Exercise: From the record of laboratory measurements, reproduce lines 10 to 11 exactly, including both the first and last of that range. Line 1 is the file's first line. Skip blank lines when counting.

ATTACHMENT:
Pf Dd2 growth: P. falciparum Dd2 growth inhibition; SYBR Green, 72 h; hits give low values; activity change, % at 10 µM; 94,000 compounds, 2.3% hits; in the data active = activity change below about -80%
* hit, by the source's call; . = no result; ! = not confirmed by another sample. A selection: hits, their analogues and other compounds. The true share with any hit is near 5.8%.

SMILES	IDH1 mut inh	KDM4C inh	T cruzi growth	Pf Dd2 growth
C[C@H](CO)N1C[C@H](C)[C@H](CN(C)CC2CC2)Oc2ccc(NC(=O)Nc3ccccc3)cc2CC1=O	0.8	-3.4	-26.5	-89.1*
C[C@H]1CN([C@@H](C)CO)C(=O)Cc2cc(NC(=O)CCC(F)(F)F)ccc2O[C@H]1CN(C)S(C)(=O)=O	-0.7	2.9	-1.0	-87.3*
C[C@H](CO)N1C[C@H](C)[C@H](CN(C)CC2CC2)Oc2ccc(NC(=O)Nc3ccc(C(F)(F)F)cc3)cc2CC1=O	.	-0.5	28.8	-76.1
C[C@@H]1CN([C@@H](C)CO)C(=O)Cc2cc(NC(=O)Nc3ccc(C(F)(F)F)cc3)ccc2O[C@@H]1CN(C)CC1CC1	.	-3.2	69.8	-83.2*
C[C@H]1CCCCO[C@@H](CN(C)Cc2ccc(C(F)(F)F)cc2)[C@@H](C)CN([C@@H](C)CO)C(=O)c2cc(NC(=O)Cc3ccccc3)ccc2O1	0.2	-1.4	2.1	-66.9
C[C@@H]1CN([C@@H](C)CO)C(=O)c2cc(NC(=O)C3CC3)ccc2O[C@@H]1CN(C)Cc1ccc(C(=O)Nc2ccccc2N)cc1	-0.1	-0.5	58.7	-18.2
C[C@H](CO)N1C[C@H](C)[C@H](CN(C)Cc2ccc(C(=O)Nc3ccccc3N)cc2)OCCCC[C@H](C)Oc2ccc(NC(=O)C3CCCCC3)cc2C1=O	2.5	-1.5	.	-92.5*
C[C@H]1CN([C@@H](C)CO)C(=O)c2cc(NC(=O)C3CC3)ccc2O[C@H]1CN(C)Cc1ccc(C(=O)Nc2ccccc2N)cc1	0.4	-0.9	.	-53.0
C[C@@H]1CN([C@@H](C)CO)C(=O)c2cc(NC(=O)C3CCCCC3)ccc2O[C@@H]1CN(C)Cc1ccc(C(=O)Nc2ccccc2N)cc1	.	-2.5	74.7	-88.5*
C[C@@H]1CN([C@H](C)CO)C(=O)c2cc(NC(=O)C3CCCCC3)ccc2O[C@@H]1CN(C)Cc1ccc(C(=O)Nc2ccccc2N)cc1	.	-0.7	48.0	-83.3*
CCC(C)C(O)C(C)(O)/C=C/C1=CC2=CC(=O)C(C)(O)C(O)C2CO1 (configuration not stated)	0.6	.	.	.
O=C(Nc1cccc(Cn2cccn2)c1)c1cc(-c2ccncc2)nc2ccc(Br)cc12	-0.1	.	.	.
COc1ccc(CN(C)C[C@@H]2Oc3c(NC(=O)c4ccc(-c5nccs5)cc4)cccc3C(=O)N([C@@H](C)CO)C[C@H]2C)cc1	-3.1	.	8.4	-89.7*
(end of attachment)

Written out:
C[C@H](CO)N1C[C@H](C)[C@H](CN(C)Cc2ccc(C(=O)Nc3ccccc3N)cc2)OCCCC[C@H](C)Oc2ccc(NC(=O)C3CCCCC3)cc2C1=O	2.5	-1.5	.	-92.5*
C[C@H]1CN([C@@H](C)CO)C(=O)c2cc(NC(=O)C3CC3)ccc2O[C@H]1CN(C)Cc1ccc(C(=O)Nc2ccccc2N)cc1	0.4	-0.9	.	-53.0